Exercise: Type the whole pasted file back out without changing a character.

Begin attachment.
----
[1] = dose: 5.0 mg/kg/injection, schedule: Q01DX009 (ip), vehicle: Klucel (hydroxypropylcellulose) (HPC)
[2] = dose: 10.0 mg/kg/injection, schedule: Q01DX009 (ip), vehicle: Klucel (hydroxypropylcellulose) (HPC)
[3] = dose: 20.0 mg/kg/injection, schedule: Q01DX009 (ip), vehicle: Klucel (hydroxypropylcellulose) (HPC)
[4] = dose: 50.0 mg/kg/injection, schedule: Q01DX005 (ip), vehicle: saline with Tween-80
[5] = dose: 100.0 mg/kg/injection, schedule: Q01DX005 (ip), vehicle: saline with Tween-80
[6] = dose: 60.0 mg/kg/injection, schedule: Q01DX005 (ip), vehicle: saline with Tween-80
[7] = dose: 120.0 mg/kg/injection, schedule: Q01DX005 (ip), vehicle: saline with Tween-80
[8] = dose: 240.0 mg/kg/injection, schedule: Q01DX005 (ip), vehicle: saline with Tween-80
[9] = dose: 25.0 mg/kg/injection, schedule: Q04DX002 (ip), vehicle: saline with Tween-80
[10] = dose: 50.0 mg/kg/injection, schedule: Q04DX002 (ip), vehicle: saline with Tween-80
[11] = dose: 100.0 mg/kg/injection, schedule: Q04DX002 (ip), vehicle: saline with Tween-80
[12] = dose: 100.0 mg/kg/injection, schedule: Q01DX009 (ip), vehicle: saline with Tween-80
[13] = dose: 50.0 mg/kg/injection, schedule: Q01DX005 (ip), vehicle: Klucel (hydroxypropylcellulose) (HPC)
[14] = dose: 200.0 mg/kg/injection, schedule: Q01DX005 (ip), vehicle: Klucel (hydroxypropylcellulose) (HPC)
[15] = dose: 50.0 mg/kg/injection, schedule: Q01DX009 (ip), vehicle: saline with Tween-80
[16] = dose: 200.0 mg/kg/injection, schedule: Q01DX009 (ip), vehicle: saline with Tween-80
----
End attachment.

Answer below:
[1] = dose: 5.0 mg/kg/injection, schedule: Q01DX009 (ip), vehicle: Klucel (hydroxypropylcellulose) (HPC)
[2] = dose: 10.0 mg/kg/injection, schedule: Q01DX009 (ip), vehicle: Klucel (hydroxypropylcellulose) (HPC)
[3] = dose: 20.0 mg/kg/injection, schedule: Q01DX009 (ip), vehicle: Klucel (hydroxypropylcellulose) (HPC)
[4] = dose: 50.0 mg/kg/injection, schedule: Q01DX005 (ip), vehicle: saline with Tween-80
[5] = dose: 100.0 mg/kg/injection, schedule: Q01DX005 (ip), vehicle: saline with Tween-80
[6] = dose: 60.0 mg/kg/injection, schedule: Q01DX005 (ip), vehicle: saline with Tween-80
[7] = dose: 120.0 mg/kg/injection, schedule: Q01DX005 (ip), vehicle: saline with Tween-80
[8] = dose: 240.0 mg/kg/injection, schedule: Q01DX005 (ip), vehicle: saline with Tween-80
[9] = dose: 25.0 mg/kg/injection, schedule: Q04DX002 (ip), vehicle: saline with Tween-80
[10] = dose: 50.0 mg/kg/injection, schedule: Q04DX002 (ip), vehicle: saline with Tween-80
[11] = dose: 100.0 mg/kg/injection, schedule: Q04DX002 (ip), vehicle: saline with Tween-80
[12] = dose: 100.0 mg/kg/injection, schedule: Q01DX009 (ip), vehicle: saline with Tween-80
[13] = dose: 50.0 mg/kg/injection, schedule: Q01DX005 (ip), vehicle: Klucel (hydroxypropylcellulose) (HPC)
[14] = dose: 200.0 mg/kg/injection, schedule: Q01DX005 (ip), vehicle: Klucel (hydroxypropylcellulose) (HPC)
[15] = dose: 50.0 mg/kg/injection, schedule: Q01DX009 (ip), vehicle: saline with Tween-80
[16] = dose: 200.0 mg/kg/injection, schedule: Q01DX009 (ip), vehicle: saline with Tween-80